Off The Chain, Inside The Fence

When I was first DMing, I spent a lot of time fleshing out every last detail and herding everyone around to each subsequent plot point on the Illusion of Choice Express (woo woo!). I’ve since learned that laying out some probable places to go and things to do is a good plan, and not to panic when they don’t go anywhere near those.

There is a definite balance to be struck, and too little control over things can be bad too. That being said, I’ve come to realize the example I’ve had in my mind for running things completely off-script – the time I decided not to plan anything and simply improvised a surrealist nightmare for the whole session – is not actually a very good example at all. For starters, I’d deliberately placed the party in a nightmare realm where anything could happen for any reason. I had random monsters made out of food, weird body horror, no rules, and both the players and I had no idea what was coming next.

I’ve come to realize that though it works much better when I do my job well, my players will carry the night no matter what. They’re far more responsible for the things that have happened in our campaign than me. They tear my puny plots apart without even thinking about it. I find it endlessly interesting watching them try to put the pieces together. Sometimes they come up with conclusions that are really off-base but I can see why they’re thinking that (which is fun to exploit), other times I’m a little scared at how close they are to unraveling everything. Sometimes they come up with a plan that I didn’t have when the session started but that exists by the time the session ends. I regret nothing.

That got me wondering. What happens if I just nudge a piece of the plot and simply let them do their thing for the rest of the night?

Making Them An Offer They Can’t Refuse

The villain of the story has been trying to get the PCs to give up these magic items, and my players have been doing a wonderful job thwarting him for weeks on end. He’s tried to kill them. He’s used his political power to take over the city guard that employs the PC’s, and made them wanted criminals. They always find a way out. It’s been the subject of the last few adventures. So it was that I decided to have the bad guy hire the PC’s. They’d get their names cleared, power, more money than they’d ever dreamed of, the works. Enemies converted into allies, problem solved. It was a genuine offer, no traps attached (yet).

I purposely didn’t have much else planned, and I really didn’t know what was going to happen at that point. I just wanted to see what they’d do.

This found them planning how and when to meet, what to do if it’s a trap, and lots of other wonderful stuff even before they met the guy. After it was over, there was plenty of discussion about what they should do about the offer since it’s clearly a trap but also if they should accept the offer — which I am not embarrassed to say made me do a little happydance. I’d wondered about the motives of several of the PC’s, and it was certainly within their character to do such a thing, but it still shocked several at the table including myself.

No matter what happened with meeting the villain, I’d planned to have a 50′ tall gargoyle start destroying the city so they’d have to rush off and take care of it. It seemed like a good way out if things started getting uncontrollable or boring. I had the thing show up just as the discussion was starting to get gridlocked over whether to accept the offer.  I thought at the time the unfinished business would cause some interesting in-combat stress, but in retrospect I wish I’d just let them continue. A good half of the session went to discussion and planning, and I’m surprised to say it was really satisfying. I hope it was for my players, but it seemed like it was. Everyone was in-character and the energy level was high at the table. (This, by the way was also an experiment. I wanted to see what plan they came up with, and they rewarded me with grappling hooks, science, a Grease spell, and nearly crushing themselves.)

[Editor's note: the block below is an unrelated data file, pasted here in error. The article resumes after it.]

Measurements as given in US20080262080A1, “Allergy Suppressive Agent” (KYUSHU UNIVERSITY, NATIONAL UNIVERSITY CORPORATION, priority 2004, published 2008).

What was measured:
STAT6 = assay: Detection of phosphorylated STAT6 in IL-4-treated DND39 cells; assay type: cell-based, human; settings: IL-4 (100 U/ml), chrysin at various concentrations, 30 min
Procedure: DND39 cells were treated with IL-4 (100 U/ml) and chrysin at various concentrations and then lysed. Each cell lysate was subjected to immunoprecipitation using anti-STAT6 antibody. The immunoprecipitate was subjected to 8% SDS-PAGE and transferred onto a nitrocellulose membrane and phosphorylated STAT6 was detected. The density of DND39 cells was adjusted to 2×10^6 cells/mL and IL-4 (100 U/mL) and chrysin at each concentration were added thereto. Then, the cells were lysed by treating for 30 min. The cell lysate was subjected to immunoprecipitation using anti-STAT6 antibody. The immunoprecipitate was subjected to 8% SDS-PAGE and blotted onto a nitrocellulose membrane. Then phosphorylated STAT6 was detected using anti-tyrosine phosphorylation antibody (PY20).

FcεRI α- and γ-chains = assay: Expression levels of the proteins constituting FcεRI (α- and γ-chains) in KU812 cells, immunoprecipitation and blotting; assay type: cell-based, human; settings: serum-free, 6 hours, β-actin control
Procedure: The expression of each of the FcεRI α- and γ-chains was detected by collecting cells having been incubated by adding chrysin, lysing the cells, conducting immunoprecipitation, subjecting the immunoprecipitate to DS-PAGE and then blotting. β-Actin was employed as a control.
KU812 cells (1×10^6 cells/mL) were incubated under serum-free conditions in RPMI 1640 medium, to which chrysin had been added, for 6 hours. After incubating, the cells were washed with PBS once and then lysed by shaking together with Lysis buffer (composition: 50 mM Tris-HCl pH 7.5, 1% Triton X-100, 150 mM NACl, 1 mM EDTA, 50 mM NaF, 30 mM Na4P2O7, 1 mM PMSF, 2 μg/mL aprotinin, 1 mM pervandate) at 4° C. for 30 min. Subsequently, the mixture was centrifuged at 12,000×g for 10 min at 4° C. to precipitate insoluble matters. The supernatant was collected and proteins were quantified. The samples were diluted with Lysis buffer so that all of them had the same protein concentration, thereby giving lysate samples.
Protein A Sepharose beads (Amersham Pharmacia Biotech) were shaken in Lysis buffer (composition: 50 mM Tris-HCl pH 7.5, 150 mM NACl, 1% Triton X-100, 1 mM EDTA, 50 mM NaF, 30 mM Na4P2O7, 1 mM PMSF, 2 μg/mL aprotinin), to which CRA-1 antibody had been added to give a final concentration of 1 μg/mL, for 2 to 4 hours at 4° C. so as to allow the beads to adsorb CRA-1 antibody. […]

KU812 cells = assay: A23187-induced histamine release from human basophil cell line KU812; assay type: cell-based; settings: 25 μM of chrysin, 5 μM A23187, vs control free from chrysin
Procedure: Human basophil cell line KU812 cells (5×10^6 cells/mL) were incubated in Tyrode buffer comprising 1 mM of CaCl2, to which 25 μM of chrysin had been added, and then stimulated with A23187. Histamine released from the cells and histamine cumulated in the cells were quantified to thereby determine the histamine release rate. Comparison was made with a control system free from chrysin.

Other than that, I didn’t really have a direction the night was supposed to go. I didn’t know what they’d do, so I didn’t bother trying to anticipate it. I think this went a lot better than our surrealist foray into Nightmare Junction simply because going off-script is significantly easier when you have material to draw from. I’m always surprised to see how much more creativity happens when people have a few parameters fixed in place — when you can do absolutely anything, it’s surprisingly hard to choose something. In our case, we’re most of the way through a campaign with a setting and characters and locations everyone knows. The players and I had plenty of ideas of places to go and things to try that would fit our game, and it worked well.

Helping Others Help Themselves To Destroy Your Work (Thereby Helping You)

I don’t really recommend trying this every week. It seems like it’d get pretty unfocused and weird within a few sessions. I definitely recommend trying it once in awhile. Depending on what the players decide, there’s potential for our campaign to go in several different directions than the one we started with — and that’s fine with me. First star to the right, and straight on ’til morning.

In the end, your players are going to do whatever they want to your carefully-constructed story and plot anyway. Why not help?


Photo Credit


  1. I have been experimenting with going off script ever since being turned on to it by Mike Shea with his “Lazy DM” advice. It has been working great so far. Sounds like you had success as well.


  1. […] fulfilling end to this chapter of their story. That might prove interesting, given that I spent the entire last session trying to figure out what precisely it is these characters want (so I could bribe them). Frankly, […]